Geography

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Curriculum Design

at West Didsbury CE Primary School


How learning is sequenced

Our curriculum is organised so children can always draw on prior knowledge whilst learning about increasingly complex ideas. We have a strong focus on positional and directional language in EYFS and our numerous local area studies in Reception and Key Stage 1 provide a solid foundation for the place knowledge and fieldwork skills required in Key Stage 2. 

In Years 3 & 4, children can apply their locational and place knowledge to new and more varied environments. Human and physical geography progresses into learning about land use, economic activity, changes to environments over time and the impact these have on local populations. Children travel further to carry out fieldwork – to the River Mersey and the city centre – trying more advanced fieldwork techniques and analysing data with more rigour. Children learn about deforestation and climate change and we instil a sense that they can have an impact and pursue meaningful action within and beyond school.

Our curriculum should have equipped children with solid foundations by this point and children should be ready to learn about a range of more complex phenomena across every continent. Through case studies of migration from Guatemala, the building and impact of the Grand Ethiopian Renaissance Dam and Three Gorges Dam and exacerbated coastal erosion in Sri Lanka, we emphasise the wider impacts of local changes and stress the interconnectivity of all of our key concepts (outlined below). In Upper Key Stage 2, fieldwork opportunities require children to use more advanced techniques and equipment and taking on the role of geographers in our work around Manchester City Council’s local development plan.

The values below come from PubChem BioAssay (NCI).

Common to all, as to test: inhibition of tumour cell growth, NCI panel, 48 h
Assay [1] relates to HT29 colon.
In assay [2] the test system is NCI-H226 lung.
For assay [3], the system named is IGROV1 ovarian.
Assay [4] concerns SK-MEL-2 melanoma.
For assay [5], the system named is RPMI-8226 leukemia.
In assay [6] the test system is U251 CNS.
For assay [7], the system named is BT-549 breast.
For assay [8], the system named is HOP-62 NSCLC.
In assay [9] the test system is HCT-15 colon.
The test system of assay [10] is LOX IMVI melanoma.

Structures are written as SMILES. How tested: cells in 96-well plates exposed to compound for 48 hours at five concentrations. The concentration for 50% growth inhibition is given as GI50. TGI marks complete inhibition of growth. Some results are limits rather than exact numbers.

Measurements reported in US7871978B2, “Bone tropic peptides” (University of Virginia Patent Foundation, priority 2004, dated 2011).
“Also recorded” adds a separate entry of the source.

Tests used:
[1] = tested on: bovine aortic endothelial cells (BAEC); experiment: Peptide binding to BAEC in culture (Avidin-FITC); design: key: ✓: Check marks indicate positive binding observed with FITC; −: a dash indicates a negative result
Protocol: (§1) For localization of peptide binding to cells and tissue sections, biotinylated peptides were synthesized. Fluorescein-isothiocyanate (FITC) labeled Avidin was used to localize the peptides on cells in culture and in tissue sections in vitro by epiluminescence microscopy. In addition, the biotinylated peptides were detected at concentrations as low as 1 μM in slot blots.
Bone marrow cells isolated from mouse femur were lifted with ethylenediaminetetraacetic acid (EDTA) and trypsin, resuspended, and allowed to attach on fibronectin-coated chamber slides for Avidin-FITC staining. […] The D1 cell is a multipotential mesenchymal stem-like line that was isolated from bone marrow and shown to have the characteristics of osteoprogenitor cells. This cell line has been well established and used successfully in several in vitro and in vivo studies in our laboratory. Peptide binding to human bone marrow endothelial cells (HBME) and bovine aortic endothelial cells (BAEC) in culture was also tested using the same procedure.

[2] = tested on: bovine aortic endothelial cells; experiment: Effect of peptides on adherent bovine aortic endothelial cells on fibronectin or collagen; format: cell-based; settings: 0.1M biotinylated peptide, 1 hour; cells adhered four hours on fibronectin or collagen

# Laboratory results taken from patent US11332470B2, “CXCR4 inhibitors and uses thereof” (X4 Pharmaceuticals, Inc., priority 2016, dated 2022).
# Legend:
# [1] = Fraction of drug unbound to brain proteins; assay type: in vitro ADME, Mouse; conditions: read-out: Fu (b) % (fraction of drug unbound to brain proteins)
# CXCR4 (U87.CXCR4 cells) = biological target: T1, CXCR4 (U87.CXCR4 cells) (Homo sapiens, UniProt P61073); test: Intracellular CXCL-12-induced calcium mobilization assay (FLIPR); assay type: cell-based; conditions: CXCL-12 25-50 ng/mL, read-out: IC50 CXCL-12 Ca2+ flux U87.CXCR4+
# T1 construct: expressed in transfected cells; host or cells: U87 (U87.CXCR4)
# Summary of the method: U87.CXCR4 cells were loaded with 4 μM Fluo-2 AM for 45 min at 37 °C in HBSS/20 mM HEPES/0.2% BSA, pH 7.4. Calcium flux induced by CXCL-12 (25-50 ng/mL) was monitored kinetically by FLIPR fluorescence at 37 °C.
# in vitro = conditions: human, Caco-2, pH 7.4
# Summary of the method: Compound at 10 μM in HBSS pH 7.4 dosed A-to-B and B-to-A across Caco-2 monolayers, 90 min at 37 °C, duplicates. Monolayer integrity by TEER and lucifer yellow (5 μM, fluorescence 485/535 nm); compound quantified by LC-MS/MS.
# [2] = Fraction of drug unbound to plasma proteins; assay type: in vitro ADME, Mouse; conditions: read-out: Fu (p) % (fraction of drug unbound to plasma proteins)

All of our objectives tie in to the same four Key Concepts - 'Locational Knowledge', 'Place Knowledge', 'Environmental, Human & Physical Geography' and 'Geographical Skills and Fieldwork'. These are revisited and built upon each year.

By continually contextualising learning within these concepts, our aim is to support our pupils in building increasingly strong schemas to support the organisation, linking and retrieval of knowledge. 


DT Diagram

Our Learning Journey in Geography

Below is an overview outlining the units children will study from Reception to Year 6. Topics in Reception, Year 1 and Year 2 are designed to introduce children to key concepts, vocabulary and some skills that underpin the Key Stage 2 curriculum.

  Autumn Spring Summer
Reception

Humanities
Members of our community.
Comparing figures of the past.
Observing seasonal changes.

Geography
Hot & cold environments.
Observing seasonal changes

History
Transport past & present.
Picture maps of classroom.
Observing seasonal changes.
  Autumn 1 Autumn 2 Spring 1 Spring 2 Summer 1 Summer 2
Year 1

Geography
West Didsbury
(+ weather & seasons)

History
Homes from the past
History
Toys & games from the past
Geography
The United Kingdom

(+ weather & seasons)
Geography
Our school & parks

(+ weather & seasons)
History
The Great Fire of London 
Year 2 Geography
How we can improve our school environment
History
The first people who took flight
Geography